These days, Cynthia has been keeping herself busy with work created for public spaces. One of my personal favorites of her public installations consists of mosaic “cut outs” that portray little kids all decked out for school. These whimsical little guys now hang in a pre-school in Rogers, Arkansas.

Cynthia recently installed this beautiful mosaic at Colvin Hall at the University of Maine which is her alma mater.

The trunk of this tree of life is made of mirror glass that sparkles and changes as one passes. The writing along the bottom of the piece , “Studium Eruditionis Ardescens”, loosely translates as "Igniting a Passion for Learning", which is the motto for the Honors College .

Cynthia is a finalist for the Christa McAuliffe Planetarium percent for art project in Concord New Hampshire, and a semi-finalist who was selected from 125 applicants for the Orange County Public Art Community Recreation Centers project in Orlando, Florida.

"Voyage" (below) was created for the emergency room of the Children's Hospital of Boston.

As opposed to her commissioned pieces, Cynthia’s personal work is generated from images of her own choosing. This work, entitled, "New England Flamenco" was inspired by mushrooms.

Overall, the work has an energetic, lyrical quality. She uses a lot of blue, accented with reds, oranges and yellows and adds an incredible amount of detail into each work.

The idea for this piece, called, “End of Summer” was conceived during a bike ride through the gorgeous New England countryside.

Cynthia writes:
“Once again, this scene came about while on a bike ride. I often get ideas while out riding or walking, then think, think, think about them and what I want to portray. I experimented with grout lines, different ways of laying tile shapes - in particular the idea of stacking tiles vertically but having color more horizontal (this is what is going on with the green midsection.) I also got the sky to be more chaotic and tempestuous by switching out tiles here and there so the lines didn't run 'straight'. And finally, the handling of the goldenrod was inspired by a student of mine's mosaic.”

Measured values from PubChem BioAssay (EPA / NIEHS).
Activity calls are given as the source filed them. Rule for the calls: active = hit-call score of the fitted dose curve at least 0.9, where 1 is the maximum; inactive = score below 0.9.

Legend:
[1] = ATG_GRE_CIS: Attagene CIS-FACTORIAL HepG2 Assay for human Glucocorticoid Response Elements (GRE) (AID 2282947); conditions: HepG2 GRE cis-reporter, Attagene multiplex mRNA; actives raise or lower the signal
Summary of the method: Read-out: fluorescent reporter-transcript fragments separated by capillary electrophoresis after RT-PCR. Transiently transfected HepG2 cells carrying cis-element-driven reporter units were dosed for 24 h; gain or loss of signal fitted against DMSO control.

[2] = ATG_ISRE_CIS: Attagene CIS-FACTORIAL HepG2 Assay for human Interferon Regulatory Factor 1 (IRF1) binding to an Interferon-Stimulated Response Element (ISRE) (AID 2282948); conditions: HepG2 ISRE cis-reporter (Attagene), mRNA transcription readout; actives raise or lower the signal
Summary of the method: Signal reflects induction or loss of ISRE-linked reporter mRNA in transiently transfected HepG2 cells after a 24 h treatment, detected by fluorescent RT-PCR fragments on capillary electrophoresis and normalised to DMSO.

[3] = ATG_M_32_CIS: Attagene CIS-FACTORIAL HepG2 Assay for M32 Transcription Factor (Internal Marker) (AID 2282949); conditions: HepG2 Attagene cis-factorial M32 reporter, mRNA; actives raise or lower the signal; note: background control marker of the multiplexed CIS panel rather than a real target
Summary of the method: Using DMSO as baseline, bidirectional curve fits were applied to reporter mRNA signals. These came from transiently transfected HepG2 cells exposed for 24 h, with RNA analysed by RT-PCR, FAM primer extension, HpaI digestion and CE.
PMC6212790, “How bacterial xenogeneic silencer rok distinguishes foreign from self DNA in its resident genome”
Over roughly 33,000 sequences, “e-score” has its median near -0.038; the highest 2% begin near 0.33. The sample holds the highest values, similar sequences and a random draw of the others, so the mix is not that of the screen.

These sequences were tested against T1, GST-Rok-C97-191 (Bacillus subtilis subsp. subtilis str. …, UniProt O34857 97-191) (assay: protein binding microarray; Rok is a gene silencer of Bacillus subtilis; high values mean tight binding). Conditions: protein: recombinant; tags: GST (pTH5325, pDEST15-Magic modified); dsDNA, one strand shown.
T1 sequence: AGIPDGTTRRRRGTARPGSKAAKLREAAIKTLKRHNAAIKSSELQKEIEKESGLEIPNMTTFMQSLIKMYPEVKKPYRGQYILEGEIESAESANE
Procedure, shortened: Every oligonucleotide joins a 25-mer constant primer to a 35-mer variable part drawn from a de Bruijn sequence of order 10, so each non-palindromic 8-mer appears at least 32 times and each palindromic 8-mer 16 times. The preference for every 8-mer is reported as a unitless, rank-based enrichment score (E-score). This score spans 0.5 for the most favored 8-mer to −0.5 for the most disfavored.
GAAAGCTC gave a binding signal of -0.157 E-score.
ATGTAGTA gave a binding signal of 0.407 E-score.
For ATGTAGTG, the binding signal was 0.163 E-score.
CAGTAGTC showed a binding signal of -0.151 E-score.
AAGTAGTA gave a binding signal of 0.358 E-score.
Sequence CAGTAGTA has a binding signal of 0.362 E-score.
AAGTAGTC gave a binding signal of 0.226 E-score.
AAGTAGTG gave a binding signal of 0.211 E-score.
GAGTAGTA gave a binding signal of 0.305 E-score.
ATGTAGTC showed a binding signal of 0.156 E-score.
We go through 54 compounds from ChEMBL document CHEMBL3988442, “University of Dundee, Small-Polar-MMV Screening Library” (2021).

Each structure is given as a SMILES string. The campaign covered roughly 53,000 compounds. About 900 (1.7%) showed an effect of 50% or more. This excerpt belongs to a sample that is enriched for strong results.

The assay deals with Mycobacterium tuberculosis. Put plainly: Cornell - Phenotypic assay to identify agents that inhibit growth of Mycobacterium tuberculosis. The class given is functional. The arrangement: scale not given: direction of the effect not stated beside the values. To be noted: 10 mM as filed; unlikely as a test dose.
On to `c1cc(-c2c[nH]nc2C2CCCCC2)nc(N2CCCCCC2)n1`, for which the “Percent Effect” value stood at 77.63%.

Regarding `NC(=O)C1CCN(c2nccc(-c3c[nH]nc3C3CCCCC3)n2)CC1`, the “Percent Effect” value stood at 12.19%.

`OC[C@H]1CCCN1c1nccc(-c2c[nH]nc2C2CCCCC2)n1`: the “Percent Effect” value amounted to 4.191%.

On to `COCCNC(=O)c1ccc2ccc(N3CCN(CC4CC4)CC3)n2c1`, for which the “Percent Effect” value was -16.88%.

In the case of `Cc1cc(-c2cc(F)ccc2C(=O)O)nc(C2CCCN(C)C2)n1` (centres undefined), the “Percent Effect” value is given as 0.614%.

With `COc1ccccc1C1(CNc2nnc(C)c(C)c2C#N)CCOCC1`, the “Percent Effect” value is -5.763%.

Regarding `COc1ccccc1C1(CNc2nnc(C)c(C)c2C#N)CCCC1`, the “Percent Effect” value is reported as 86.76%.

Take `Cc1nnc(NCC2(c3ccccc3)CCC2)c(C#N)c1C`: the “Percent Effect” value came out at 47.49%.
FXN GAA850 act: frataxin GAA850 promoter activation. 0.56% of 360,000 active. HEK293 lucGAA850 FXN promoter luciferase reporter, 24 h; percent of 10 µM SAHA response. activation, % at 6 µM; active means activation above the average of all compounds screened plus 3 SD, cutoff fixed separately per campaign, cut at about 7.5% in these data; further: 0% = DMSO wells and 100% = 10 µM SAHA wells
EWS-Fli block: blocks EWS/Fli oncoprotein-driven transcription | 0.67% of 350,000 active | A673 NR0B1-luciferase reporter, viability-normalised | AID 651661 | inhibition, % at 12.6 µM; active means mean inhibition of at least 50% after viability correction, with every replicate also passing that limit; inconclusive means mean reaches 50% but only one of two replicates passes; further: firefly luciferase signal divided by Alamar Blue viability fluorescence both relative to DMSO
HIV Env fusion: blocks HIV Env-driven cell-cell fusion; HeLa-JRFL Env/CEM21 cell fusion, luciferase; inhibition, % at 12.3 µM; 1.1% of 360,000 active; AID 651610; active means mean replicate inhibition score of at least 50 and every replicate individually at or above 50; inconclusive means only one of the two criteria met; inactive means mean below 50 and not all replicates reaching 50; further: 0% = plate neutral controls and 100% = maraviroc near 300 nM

"7 Warbler Redux" (above) was inspired by the bird environment, elements of bird life and bird silhouettes.

Cynthia’s “Spawning Salmon” piece is full of movement, aided by the use of mirror and irregular line work.

The first inspiration for her 'Tree of Life' mosaic was a 1" square image of a tree cut out from a newspaper along with the idea 'tree of life'.

“I researched early American Applique books and borrowed from their naive folk art style to depict the elements in this mosaic. The colors were chosen to compliment the room in which it was to be placed.”

"Anabel" is one of her endearing pet portraits:

Cynthia says that her first exposure to mosaics was at the age of 12 when she saw a photograph in the book, "Practical Encyclopedia of Crafts".

“Thirty some odd years later I had my first opportunity to experiment with this medium and I was immediately taken. Creating a mosaic is a combination of rigorous planning in the sketch phase replaced by a spontanaity and openness in laying the tile, where the process stays fresh as you decide colors, tile shapes, patterns, how the tile is layed. The challenge of how to make water look reflective or conversely transparent, how to create depth, how to give the viewer the feeling that colors are blending together; these are all things that make this such an exciting medium to work in.”

To find out more information about Cynthia Fisher, her workshops and classes and to see more of her mosaics, please visit her web site by CLICKING HERE

Stacy Alexander